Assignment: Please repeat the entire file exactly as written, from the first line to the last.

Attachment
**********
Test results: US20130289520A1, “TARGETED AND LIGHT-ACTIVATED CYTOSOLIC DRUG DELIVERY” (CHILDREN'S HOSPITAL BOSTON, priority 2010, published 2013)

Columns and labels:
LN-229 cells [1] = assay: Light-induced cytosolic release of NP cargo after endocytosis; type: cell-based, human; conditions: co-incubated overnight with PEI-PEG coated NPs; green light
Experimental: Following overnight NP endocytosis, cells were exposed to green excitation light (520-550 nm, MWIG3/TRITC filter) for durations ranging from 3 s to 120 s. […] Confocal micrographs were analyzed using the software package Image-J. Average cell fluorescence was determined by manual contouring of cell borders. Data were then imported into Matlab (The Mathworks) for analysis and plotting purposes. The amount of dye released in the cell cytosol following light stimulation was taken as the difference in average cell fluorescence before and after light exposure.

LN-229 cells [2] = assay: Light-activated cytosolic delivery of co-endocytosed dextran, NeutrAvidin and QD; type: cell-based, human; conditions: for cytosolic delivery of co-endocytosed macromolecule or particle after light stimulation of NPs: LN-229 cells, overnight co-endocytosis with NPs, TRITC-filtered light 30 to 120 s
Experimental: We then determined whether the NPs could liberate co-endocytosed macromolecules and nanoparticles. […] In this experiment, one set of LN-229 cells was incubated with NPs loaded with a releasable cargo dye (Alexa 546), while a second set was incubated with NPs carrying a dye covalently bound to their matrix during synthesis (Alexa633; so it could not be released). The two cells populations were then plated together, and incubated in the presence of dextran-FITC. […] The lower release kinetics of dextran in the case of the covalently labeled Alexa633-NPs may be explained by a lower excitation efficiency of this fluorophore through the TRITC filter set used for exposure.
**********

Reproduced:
Test results: US20130289520A1, “TARGETED AND LIGHT-ACTIVATED CYTOSOLIC DRUG DELIVERY” (CHILDREN'S HOSPITAL BOSTON, priority 2010, published 2013)

Columns and labels:
LN-229 cells [1] = assay: Light-induced cytosolic release of NP cargo after endocytosis; type: cell-based, human; conditions: co-incubated overnight with PEI-PEG coated NPs; green light
Experimental: Following overnight NP endocytosis, cells were exposed to green excitation light (520-550 nm, MWIG3/TRITC filter) for durations ranging from 3 s to 120 s. […] Confocal micrographs were analyzed using the software package Image-J. Average cell fluorescence was determined by manual contouring of cell borders. Data were then imported into Matlab (The Mathworks) for analysis and plotting purposes. The amount of dye released in the cell cytosol following light stimulation was taken as the difference in average cell fluorescence before and after light exposure.

LN-229 cells [2] = assay: Light-activated cytosolic delivery of co-endocytosed dextran, NeutrAvidin and QD; type: cell-based, human; conditions: for cytosolic delivery of co-endocytosed macromolecule or particle after light stimulation of NPs: LN-229 cells, overnight co-endocytosis with NPs, TRITC-filtered light 30 to 120 s
Experimental: We then determined whether the NPs could liberate co-endocytosed macromolecules and nanoparticles. […] In this experiment, one set of LN-229 cells was incubated with NPs loaded with a releasable cargo dye (Alexa 546), while a second set was incubated with NPs carrying a dye covalently bound to their matrix during synthesis (Alexa633; so it could not be released). The two cells populations were then plated together, and incubated in the presence of dextran-FITC. […] The lower release kinetics of dextran in the case of the covalently labeled Alexa633-NPs may be explained by a lower excitation efficiency of this fluorophore through the TRITC filter set used for exposure.